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COMPUTING SCIENCE

Rumours and Errours

Brian Hayes

The confessional essay is not a popular genre in mathematics and the sciences; few of us wish to dwell on our mistakes or call attention to them. An inspiring exception is Donald E. Knuth of Stanford University. During a decade's labor on the TeX typesetting system, he kept a meticulous log of all his errors, and then he published the list with a detailed commentary.

I have long admired Knuth's act of public bravery, and this column is my attempt to follow his example. I took courage from the thought that if there is any realm of life in which I might hope to surpass Don Knuth, it's in making mistakes; but, alas, I've fallen short even in this dubious department. Knuth's published error log runs to more than 900 entries, whereas here I am going to confess to only a paltry handful of mistakes. Then again, Knuth needed 10 years' work on a major software project to accumulate his budget of errors, but I was able to commit some really serious howlers in a program of a dozen lines.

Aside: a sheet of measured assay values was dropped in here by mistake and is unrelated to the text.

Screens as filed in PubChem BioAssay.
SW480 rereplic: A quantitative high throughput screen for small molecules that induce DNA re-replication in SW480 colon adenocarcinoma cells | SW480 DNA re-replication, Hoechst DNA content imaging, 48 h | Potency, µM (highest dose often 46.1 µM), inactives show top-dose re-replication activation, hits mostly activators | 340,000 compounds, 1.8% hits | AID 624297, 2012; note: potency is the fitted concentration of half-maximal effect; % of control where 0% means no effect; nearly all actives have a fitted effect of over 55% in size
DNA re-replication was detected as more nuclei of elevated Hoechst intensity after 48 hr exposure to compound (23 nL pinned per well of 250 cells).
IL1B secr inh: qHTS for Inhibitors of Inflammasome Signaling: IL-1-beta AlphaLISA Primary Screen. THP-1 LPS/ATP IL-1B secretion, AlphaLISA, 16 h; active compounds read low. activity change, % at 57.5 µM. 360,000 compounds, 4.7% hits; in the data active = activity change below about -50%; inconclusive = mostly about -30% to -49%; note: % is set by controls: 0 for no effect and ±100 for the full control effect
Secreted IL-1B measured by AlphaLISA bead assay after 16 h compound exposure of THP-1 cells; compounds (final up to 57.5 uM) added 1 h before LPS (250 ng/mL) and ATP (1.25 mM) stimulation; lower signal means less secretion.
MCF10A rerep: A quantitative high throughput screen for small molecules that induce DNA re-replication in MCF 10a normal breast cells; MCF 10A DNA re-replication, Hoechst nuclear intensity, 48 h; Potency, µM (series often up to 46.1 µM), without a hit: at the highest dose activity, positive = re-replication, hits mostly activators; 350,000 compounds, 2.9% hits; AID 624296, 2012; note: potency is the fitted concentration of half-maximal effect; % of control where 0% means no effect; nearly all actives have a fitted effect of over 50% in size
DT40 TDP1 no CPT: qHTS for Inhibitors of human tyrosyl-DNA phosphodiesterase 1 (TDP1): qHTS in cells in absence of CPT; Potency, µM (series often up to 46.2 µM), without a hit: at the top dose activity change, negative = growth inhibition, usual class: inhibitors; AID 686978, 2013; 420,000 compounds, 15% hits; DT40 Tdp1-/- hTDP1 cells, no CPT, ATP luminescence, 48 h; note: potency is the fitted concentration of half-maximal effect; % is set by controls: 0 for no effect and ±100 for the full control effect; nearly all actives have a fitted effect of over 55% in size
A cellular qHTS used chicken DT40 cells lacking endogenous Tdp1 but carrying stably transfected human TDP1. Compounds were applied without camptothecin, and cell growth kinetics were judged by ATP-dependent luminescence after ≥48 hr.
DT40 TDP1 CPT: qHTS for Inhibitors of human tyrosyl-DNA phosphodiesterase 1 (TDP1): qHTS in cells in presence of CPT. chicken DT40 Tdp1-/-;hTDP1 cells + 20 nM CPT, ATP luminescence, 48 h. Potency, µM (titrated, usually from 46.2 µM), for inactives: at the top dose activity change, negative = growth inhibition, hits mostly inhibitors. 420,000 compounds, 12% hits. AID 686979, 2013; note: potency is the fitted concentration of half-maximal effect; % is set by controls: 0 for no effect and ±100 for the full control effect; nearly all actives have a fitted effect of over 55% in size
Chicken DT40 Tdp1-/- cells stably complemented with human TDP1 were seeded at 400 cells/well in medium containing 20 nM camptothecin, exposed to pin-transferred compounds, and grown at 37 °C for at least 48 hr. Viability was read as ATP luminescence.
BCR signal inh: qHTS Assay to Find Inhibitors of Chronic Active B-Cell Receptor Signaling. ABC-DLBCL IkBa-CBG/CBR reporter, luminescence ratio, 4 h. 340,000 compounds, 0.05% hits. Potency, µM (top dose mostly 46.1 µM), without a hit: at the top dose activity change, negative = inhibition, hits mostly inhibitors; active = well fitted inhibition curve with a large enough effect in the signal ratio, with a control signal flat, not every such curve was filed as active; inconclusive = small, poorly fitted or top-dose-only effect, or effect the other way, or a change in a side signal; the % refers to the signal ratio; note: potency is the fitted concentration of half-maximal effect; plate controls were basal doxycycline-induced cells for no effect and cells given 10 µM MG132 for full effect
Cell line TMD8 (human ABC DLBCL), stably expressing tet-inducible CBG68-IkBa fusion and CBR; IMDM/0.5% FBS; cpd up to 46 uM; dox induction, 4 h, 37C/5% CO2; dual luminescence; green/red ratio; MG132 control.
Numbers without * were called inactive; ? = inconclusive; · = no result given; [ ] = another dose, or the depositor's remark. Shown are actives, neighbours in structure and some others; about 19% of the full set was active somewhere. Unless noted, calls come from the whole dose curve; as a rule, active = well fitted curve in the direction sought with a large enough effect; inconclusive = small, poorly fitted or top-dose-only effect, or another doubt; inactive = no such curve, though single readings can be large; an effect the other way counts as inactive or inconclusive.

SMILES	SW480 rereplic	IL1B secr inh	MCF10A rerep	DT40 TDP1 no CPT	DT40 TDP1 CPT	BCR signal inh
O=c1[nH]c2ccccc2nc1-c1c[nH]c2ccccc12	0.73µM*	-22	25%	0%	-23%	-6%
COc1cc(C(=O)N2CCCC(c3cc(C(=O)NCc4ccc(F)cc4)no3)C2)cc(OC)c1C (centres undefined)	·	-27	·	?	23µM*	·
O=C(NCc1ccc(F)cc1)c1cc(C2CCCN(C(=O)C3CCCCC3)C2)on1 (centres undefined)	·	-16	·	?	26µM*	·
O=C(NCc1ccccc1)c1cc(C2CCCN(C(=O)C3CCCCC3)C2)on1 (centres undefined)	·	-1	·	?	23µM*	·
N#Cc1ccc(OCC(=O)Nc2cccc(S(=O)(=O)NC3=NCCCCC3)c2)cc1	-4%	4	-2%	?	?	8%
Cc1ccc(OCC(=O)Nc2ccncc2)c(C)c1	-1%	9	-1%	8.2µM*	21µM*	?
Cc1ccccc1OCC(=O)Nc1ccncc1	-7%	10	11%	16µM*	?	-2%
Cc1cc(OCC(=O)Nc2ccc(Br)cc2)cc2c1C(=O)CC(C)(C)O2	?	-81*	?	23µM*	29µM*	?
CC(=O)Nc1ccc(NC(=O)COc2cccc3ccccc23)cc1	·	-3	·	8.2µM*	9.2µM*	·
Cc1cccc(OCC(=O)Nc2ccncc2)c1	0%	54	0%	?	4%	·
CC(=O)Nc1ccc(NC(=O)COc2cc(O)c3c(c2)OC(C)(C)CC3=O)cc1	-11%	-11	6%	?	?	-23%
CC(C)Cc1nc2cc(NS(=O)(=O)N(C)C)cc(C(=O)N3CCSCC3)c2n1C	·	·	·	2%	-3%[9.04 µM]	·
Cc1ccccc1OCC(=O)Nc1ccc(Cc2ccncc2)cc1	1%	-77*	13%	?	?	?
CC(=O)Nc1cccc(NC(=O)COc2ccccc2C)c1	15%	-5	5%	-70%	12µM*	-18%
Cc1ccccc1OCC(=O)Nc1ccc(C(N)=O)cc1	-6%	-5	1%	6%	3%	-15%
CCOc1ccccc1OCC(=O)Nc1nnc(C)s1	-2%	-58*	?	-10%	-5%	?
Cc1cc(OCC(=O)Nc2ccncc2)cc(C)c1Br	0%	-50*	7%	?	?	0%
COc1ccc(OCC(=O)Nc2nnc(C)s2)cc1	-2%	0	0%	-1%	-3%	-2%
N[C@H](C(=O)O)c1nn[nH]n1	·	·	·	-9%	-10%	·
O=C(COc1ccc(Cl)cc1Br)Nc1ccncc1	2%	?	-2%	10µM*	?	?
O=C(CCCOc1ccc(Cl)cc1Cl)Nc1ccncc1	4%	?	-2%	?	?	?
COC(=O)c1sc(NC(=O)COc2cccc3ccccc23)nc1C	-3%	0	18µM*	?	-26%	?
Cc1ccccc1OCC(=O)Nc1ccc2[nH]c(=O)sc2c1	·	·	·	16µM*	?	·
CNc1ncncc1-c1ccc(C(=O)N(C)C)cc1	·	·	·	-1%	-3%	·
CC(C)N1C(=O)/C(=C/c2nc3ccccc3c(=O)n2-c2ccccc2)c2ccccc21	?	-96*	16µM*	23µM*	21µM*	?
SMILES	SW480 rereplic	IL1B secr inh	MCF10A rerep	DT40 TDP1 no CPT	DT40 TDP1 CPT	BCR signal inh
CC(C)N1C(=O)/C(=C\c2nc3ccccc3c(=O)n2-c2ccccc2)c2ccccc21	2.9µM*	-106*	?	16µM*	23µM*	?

Knuth remarks that keeping an error log not only helped in debugging the program but also "helped me to get to know myself." I would like to think that I too have acquired some self-knowledge from the experience of confronting my own fallibility. And it would be gratifying to suggest that by telling my story I might save others from making the same mistakes—but I don't quite believe that, and I'm not even sure it would be a good idea.








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